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Fathers’ attachment representations and infant feeding practices
- Reisz, Samantha, Aviles, Ashleigh I., Messina, Serena, Duschinsky, Robbie, Jacobvitz, Deborah, Hazen, Nancy
- Appetite 2019 v.142 pp. 104374
- adults, child nutrition, children, daughters, fathers, feeding behavior, infancy, infant feeding, infants, interviews, mothers, observational studies, parenting, prediction, pregnancy, sons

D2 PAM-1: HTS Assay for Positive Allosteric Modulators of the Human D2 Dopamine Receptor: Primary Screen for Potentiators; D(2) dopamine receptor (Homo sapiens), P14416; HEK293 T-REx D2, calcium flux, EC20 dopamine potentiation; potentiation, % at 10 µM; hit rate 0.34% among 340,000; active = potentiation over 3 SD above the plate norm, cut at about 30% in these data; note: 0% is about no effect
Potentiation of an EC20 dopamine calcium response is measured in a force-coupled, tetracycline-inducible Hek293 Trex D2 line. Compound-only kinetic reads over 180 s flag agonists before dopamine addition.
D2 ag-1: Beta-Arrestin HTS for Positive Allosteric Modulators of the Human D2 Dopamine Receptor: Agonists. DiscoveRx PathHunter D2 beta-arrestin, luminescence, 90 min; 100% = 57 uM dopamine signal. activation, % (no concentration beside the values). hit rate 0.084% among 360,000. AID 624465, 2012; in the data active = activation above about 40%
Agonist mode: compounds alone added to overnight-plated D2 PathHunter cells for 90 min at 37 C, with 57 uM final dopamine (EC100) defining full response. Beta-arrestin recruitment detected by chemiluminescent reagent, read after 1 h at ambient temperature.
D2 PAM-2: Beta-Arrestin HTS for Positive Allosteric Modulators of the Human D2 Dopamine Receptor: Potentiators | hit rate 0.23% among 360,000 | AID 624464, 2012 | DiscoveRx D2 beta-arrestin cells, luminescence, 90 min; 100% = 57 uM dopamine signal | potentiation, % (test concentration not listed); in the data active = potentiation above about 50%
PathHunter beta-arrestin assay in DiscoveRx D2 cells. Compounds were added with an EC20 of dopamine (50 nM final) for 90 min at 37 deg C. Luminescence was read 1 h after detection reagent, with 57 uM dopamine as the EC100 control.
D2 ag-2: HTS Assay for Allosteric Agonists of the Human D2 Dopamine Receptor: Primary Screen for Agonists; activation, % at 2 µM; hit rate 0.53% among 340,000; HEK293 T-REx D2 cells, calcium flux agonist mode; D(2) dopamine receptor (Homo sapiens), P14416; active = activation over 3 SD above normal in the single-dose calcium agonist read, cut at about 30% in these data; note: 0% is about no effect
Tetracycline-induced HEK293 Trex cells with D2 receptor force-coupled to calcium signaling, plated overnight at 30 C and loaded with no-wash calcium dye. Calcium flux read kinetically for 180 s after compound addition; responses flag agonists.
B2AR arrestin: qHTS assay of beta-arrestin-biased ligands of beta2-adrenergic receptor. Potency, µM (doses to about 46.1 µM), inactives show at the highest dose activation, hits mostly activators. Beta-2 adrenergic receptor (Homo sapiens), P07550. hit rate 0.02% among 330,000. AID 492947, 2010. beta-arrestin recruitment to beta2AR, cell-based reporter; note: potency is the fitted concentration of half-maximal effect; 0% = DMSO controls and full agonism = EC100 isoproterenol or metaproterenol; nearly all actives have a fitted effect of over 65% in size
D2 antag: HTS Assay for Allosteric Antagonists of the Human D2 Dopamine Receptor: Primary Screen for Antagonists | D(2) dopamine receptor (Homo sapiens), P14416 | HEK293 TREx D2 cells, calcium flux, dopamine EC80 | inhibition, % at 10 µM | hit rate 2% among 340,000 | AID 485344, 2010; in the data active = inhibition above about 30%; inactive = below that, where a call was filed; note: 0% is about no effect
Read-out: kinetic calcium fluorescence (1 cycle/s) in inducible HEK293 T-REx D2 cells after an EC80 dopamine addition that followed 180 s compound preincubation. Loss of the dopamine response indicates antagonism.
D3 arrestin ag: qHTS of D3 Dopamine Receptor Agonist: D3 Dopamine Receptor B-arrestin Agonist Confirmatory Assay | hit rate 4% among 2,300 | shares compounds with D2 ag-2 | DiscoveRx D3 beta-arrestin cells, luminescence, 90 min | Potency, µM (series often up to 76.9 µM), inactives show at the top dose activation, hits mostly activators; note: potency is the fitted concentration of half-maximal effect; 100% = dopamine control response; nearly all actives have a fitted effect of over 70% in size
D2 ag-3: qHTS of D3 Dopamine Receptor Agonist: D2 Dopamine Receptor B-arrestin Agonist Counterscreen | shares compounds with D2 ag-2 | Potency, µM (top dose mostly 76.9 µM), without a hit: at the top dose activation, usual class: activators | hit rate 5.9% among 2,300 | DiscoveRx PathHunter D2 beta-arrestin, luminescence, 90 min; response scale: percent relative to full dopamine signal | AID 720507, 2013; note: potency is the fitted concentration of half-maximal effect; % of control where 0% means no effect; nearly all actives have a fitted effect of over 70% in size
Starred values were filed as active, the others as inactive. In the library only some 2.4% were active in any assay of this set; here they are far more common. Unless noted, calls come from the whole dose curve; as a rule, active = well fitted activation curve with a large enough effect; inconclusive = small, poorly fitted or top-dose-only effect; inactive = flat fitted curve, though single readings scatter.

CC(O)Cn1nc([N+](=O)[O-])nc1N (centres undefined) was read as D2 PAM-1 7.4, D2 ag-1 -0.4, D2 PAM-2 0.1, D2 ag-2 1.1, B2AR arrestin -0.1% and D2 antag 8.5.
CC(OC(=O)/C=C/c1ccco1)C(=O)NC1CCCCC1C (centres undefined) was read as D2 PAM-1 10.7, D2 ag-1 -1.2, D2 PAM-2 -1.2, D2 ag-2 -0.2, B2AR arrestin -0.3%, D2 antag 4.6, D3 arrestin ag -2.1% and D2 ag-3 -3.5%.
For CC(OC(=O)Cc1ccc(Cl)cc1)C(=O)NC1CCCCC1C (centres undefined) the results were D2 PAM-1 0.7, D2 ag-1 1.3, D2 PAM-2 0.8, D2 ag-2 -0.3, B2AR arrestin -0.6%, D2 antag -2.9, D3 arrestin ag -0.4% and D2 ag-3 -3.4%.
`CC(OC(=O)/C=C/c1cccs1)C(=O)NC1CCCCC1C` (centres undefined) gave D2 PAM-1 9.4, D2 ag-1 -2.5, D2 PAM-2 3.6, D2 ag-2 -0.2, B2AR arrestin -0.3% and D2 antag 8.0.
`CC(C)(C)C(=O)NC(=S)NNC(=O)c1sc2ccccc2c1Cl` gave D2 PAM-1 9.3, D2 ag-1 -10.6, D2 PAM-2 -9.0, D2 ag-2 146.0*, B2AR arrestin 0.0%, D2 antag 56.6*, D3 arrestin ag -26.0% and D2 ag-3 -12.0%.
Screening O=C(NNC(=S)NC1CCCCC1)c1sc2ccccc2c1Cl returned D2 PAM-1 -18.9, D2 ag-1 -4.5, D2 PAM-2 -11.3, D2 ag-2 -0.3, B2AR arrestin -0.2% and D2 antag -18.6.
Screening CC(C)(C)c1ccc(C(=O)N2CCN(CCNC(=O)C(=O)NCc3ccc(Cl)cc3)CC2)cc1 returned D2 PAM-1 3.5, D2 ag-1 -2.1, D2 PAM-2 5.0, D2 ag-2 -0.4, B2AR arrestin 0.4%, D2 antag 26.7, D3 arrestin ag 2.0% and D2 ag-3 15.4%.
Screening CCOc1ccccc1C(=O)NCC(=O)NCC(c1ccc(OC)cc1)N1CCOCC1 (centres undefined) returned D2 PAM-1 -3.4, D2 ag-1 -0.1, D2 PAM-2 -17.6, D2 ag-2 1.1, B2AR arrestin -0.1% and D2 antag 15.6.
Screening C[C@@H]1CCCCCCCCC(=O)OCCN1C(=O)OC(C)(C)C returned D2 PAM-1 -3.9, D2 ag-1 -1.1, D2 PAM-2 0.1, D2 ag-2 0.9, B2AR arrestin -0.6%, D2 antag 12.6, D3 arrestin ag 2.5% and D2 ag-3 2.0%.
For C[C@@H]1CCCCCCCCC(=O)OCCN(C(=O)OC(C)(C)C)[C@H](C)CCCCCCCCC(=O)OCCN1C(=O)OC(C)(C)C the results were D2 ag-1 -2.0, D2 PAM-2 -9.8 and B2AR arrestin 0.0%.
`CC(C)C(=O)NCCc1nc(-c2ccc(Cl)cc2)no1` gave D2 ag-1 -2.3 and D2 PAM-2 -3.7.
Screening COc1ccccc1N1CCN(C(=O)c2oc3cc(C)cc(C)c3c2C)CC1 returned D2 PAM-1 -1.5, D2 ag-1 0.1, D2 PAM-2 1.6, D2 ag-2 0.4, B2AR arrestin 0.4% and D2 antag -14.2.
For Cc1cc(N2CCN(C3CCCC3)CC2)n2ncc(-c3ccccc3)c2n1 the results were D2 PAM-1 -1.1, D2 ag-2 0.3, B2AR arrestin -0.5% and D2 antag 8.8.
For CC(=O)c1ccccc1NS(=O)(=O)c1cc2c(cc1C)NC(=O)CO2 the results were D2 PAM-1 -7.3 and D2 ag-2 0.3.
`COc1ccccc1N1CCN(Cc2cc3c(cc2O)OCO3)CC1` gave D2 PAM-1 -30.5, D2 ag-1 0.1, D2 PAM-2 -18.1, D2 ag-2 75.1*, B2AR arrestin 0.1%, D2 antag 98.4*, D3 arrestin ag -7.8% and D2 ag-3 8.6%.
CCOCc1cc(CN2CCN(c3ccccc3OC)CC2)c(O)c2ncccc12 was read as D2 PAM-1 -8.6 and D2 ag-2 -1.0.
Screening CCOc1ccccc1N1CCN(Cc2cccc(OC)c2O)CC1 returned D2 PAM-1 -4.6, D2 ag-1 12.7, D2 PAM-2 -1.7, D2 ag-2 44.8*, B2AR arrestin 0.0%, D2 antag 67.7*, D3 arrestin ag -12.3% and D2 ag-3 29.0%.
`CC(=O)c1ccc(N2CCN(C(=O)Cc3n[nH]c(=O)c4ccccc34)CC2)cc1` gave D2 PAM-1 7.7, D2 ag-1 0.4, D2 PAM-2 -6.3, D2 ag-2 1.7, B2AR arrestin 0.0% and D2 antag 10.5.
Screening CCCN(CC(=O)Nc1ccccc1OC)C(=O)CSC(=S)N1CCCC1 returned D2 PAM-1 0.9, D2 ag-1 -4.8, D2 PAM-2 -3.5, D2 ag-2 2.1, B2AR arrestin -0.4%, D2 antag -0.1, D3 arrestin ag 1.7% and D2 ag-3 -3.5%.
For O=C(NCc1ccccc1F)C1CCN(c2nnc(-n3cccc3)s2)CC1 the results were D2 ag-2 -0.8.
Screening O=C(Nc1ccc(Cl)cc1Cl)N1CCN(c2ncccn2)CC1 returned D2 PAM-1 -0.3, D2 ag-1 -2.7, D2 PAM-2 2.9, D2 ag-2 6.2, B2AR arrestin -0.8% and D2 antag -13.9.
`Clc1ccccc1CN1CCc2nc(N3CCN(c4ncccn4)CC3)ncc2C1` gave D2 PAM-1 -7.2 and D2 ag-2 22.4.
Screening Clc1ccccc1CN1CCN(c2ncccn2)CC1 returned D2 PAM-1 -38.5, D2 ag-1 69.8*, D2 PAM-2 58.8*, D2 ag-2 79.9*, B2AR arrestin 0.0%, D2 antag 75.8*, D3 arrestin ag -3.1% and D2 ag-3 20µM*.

- This study examined how fathers' adult attachment representations, assessed before the birth of their first child, predict feeding practices with their 8-month-old infants. Fathers have been underrepresented in child feeding research, particularly in longitudinal and observational studies. Feeding is a key parenting task of infancy and a growing number of studies have begun to explore the connection between attachment and parental feeding practices and behavior, revealing a clear link between mothers' adult attachment and how they feed their children. This is the first longitudinal examination of attachment as a prenatal predictor of fathers' infant feeding behavior. Participants were 118 first-time fathers and their infants. Adult Attachment Interviews were conducted in the third trimester of pregnancy, and father-infant feeding interactions were observed at home when the infant was 8-months-old. Videotaped feedings were coded using Chatoor's Feeding Scale (1997). Compared to other fathers, (1) those with secure attachment representations were more attuned to their infants during feeding, (2) those with dismissing representations were less attuned, and (3) those with unresolved trauma displayed more controlling behaviors. Fathers were more controlling with their sons than their daughters across all attachment representations. Study results suggest that father's infant feeding behaviors may influence by their own attachment representations. The links to fathers' controlling feeding practices are noteworthy because of the negative implications controlling parental feeding practices can have on child outcomes. The prediction of paternal feeding behaviors from assessments conducted prenatally has important intervention implications.